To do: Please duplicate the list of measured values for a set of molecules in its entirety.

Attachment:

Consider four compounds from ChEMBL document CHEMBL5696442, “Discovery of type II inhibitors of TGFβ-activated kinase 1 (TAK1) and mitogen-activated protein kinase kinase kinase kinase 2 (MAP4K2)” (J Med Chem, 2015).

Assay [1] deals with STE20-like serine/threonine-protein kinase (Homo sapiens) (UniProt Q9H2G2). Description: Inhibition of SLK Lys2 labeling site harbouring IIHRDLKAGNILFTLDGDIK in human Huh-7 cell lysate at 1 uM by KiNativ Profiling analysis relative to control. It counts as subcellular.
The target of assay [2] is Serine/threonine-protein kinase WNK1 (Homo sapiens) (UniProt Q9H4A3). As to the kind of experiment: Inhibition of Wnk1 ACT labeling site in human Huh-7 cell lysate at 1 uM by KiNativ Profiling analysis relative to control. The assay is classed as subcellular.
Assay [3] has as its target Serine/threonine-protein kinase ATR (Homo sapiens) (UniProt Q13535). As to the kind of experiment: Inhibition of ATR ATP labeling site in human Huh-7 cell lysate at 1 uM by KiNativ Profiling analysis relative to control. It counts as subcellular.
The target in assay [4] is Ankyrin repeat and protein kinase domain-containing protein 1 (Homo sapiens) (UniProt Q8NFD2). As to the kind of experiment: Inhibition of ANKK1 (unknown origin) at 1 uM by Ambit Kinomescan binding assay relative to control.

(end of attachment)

Consider four compounds from ChEMBL document CHEMBL5696442, “Discovery of type II inhibitors of TGFβ-activated kinase 1 (TAK1) and mitogen-activated protein kinase kinase kinase kinase 2 (MAP4K2)” (J Med Chem, 2015).

Assay [1] deals with STE20-like serine/threonine-protein kinase (Homo sapiens) (UniProt Q9H2G2). Description: Inhibition of SLK Lys2 labeling site harbouring IIHRDLKAGNILFTLDGDIK in human Huh-7 cell lysate at 1 uM by KiNativ Profiling analysis relative to control. It counts as subcellular.
The target of assay [2] is Serine/threonine-protein kinase WNK1 (Homo sapiens) (UniProt Q9H4A3). As to the kind of experiment: Inhibition of Wnk1 ACT labeling site in human Huh-7 cell lysate at 1 uM by KiNativ Profiling analysis relative to control. The assay is classed as subcellular.
Assay [3] has as its target Serine/threonine-protein kinase ATR (Homo sapiens) (UniProt Q13535). As to the kind of experiment: Inhibition of ATR ATP labeling site in human Huh-7 cell lysate at 1 uM by KiNativ Profiling analysis relative to control. It counts as subcellular.
The target in assay [4] is Ankyrin repeat and protein kinase domain-containing protein 1 (Homo sapiens) (UniProt Q8NFD2). As to the kind of experiment: Inhibition of ANKK1 (unknown origin) at 1 uM by Ambit Kinomescan binding assay relative to control.